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accepted by this Convention. It is true that there has been a great deal of discussion over this matter, and I believe honestly, with few exceptions. When Humpty Dumpty gets upon his feet and declares that this is scaly, I believe he casts before his face his own reflection. This is an honest measure, and I believe that a jury is the proper tribunal to assess the damages that I may sustain by reason of being thrown out of my home by some great corporation, with nothing but the canopy of heaven over my head. I believe it is right in principle and it is right in justice. The leader of the majority of this House has very well and honestly stated to this Convention in forcible terms that the jury was the great safeguard between the people and the courts. It has been charged here that this limitation against the liability for injury causing death, that that matter has been before the Legislature for years and it was impossible to get the Legislature to do anything about it. Why? They say that the Legislature has been owned by corporations. If that is true in that case, why wouldn't it apply in this?

The President - The gentleman's time is up.

Mr. Davis I believe, Mr. President, it is the proper way to assess the damages. I, therefore, withdraw my request to be excused, and vote in the negative.

Mr. Peck Mr. President, I ask to be excused from voting and will briefly state as the reason, because I think a measure of this importance, which has been discussed to the extent that this measure has been discussed, and while it is in the process of perfection by its friends, should not be killed by indirection. I wish to vote upon this measure after it is perfected at the hands of its friends, and, therefore, at this stage of the proceedings I vote no.

Mr. C. A. Fuller Mr. President, I voted upon this proposition under a misapprehension. It is my intention to support the proposition of Mr. Marks. I voted aye. I desire to change my vote

to no.

The President The motion is carried. Ayes, 70; noes, 67.
The vote in detail is as follows:

Ayes Messrs. Abbott, Acker, Ackerly, Alvord, Baker, Barhite, Barnum, Becker, Brown, E. A., Cady, Cassidy, Chipp, Jr., Church, Clark, H. A., Cookinham, Countryman, Crosby, Deady, Doty, Emmet, Floyd, Foote, Francis, Frank, Augustus, Fuller, O. A., Gilbert, Goodelle, Hamlin, Hawley, Hill, Johnson, J., Kimmey, Lewis, C. H., Lewis, M. E., Lincoln, Lyon, Manley, Marshall, Maybee, McCurdy, McIntyre, McLaughlin, C. B., McMillan, Mereness, Moore, Nichols, O'Brien, Osborn, Parkhurst, Parmenter, Phipps,

Pool, Putnam, Redman, Root, Schumaker, Spencer, Steele, A. B., Steele, W. H., Storm, Sullivan, T. A., Tibbetts, Towns, Vedder, Wellington, Whitmyer, Wiggins, President - 68.

Noes Messrs. Arnold, Barrow, Blake, Bowers, Burr, Bush, Campbell, Carter, Cochran, Coleman, Danforth, Davenport, Davis, G. A., Dean, Deterling, Deyo, Dickey, Durfee, Fitzgerald, Forbes, Frank, Andrew, Fuller, C. A., Galinger, Gibney, Giegerich, Goeller, Green, A. H., Green, J. I., Griswold, Hecker, Hedges, Hirschberg, Holcomb, Holls, Hotchkiss, Hottenroth, Jacobs, Johnston, Kinkel, Kurth, Mantanye, Marks, McArthur, McClure, McDonough, McKinstry, McLaughlin, J. W., Meyenborg, Morton, Mulqueen, Nicoll, Nostrand, Ohmeis, Parker, Pashley, Peabody, Peck, Porter, Powell, Pratt, Roche, Rogers, Rowley, Sandford, Smith, Springweiler, Titus, Tucker, Turner, Veeder, Vogt, Woodward -72.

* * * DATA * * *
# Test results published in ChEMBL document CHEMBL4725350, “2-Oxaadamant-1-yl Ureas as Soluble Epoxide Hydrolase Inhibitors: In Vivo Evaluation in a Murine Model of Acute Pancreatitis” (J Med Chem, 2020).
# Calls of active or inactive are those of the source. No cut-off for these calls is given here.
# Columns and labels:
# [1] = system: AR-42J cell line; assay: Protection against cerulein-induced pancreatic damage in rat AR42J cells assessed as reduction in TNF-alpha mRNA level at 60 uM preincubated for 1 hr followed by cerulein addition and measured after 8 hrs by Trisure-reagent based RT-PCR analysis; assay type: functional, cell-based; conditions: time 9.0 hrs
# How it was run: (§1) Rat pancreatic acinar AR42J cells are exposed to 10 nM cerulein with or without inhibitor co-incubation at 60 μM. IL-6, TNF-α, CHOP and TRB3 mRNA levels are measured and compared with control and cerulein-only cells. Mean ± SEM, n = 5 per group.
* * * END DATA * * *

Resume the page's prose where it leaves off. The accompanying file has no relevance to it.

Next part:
Mr. Dean


Mr. President, I desire at this time to call attention to rule 6. There are gentlemen who sit in this Convention time after time, during a roll-call and never answer to their names. seems to me that we are fairly entitled to have gentlemen vote upon this question.

The President Memorials and petitions are in order. A memorial has been received from the citizens of New York in respect to the management of caucuses and is referred to the Suffrage Committee. Also, a civil service memorial which is referred to the Select Committee.

Mr. Becker Mr. President, I ask unanimous consent at this time out of order, as I am compelled to be away this morning, to have the time of the Committee on Legislative Organization extended, say until Friday of next week, to make its report. Mr. Brown, the author of the bill that is pending before the committee, is unavoidably compelled to be absent from the Convention, and Mr. Bush who is in charge of the interests of the minority of the committee cannot be here until Monday night. It will be necessary to go over the proposed bill carefully in order to insure. grammatical accuracy, etc., and that will delay it a day or two. I, therefore, ask the leave of the Convention that the time of this Committee on Legislative Organization to report be extended until a week from to-day.

Mr. Osborn - Mr. President, I had intended to confer with the chairman of that committee on the subject of which I am about to speak, and I hope he will not consider it discourteous in me to speak to the Convention about it before mentioning the subject to him. There is before the Committee on Legislative Organization the

subject of apportionment. There is also before that committee connected with the subject of apportionment, but not necessarily a part of that subject, the proposition in reference to the terms of Senators and Assemblymen and also their compensation. Now, it seems to me that that committee could with great propriety report to this body in advance of the full report on the apportionment of the State, its views upon the proposition in reference to the terms of Senators and Assemblymen and their compensation, and I would suggest, therefore, that those two subjects be considered upon their merits in connection with the report which I understand it to be submitted from the Cities Committee in reference to the proposition for separate elections, and apart from any feeling which be aroused by the apportionment question proper. I would suggest, therefore, that the Convention ask the Committee on Legislative Organization to report at the earliest possible date upon the subjects of the terms of Senators and Assemblymen and their compensation.